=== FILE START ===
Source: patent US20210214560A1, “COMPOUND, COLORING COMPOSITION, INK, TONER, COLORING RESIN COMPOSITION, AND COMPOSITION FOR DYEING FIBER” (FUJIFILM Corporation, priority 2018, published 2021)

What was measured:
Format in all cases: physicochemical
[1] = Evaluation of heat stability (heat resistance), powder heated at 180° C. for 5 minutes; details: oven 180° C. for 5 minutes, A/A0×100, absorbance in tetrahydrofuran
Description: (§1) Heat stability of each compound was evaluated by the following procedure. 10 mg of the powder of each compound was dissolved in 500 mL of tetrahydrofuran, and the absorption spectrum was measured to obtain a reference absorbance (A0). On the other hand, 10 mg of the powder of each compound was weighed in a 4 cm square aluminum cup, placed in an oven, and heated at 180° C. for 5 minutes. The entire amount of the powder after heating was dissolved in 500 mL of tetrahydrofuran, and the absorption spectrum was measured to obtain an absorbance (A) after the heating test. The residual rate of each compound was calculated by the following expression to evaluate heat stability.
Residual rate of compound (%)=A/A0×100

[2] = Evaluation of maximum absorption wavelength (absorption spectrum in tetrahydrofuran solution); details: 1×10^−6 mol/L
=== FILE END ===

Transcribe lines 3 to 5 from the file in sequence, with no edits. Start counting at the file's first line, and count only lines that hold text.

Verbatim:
Format in all cases: physicochemical
[1] = Evaluation of heat stability (heat resistance), powder heated at 180° C. for 5 minutes; details: oven 180° C. for 5 minutes, A/A0×100, absorbance in tetrahydrofuran
Description: (§1) Heat stability of each compound was evaluated by the following procedure. 10 mg of the powder of each compound was dissolved in 500 mL of tetrahydrofuran, and the absorption spectrum was measured to obtain a reference absorbance (A0). On the other hand, 10 mg of the powder of each compound was weighed in a 4 cm square aluminum cup, placed in an oven, and heated at 180° C. for 5 minutes. The entire amount of the powder after heating was dissolved in 500 mL of tetrahydrofuran, and the absorption spectrum was measured to obtain an absorbance (A) after the heating test. The residual rate of each compound was calculated by the following expression to evaluate heat stability.